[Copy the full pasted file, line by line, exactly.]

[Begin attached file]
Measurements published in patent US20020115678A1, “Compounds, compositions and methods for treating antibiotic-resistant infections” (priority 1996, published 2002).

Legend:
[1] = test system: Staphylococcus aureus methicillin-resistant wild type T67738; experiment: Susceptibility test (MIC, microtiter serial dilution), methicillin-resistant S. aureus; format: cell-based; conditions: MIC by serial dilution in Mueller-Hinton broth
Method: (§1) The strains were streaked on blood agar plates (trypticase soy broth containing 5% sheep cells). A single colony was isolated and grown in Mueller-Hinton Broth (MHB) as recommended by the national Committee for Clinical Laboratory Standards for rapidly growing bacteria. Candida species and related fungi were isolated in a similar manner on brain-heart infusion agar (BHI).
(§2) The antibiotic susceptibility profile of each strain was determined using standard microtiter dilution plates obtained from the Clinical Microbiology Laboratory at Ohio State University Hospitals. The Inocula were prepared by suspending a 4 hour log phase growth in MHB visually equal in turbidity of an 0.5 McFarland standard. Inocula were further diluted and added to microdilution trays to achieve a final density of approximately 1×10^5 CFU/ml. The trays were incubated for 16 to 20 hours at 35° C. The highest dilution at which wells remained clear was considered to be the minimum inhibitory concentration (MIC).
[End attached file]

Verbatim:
Measurements published in patent US20020115678A1, “Compounds, compositions and methods for treating antibiotic-resistant infections” (priority 1996, published 2002).

Legend:
[1] = test system: Staphylococcus aureus methicillin-resistant wild type T67738; experiment: Susceptibility test (MIC, microtiter serial dilution), methicillin-resistant S. aureus; format: cell-based; conditions: MIC by serial dilution in Mueller-Hinton broth
Method: (§1) The strains were streaked on blood agar plates (trypticase soy broth containing 5% sheep cells). A single colony was isolated and grown in Mueller-Hinton Broth (MHB) as recommended by the national Committee for Clinical Laboratory Standards for rapidly growing bacteria. Candida species and related fungi were isolated in a similar manner on brain-heart infusion agar (BHI).
(§2) The antibiotic susceptibility profile of each strain was determined using standard microtiter dilution plates obtained from the Clinical Microbiology Laboratory at Ohio State University Hospitals. The Inocula were prepared by suspending a 4 hour log phase growth in MHB visually equal in turbidity of an 0.5 McFarland standard. Inocula were further diluted and added to microdilution trays to achieve a final density of approximately 1×10^5 CFU/ml. The trays were incubated for 16 to 20 hours at 35° C. The highest dilution at which wells remained clear was considered to be the minimum inhibitory concentration (MIC).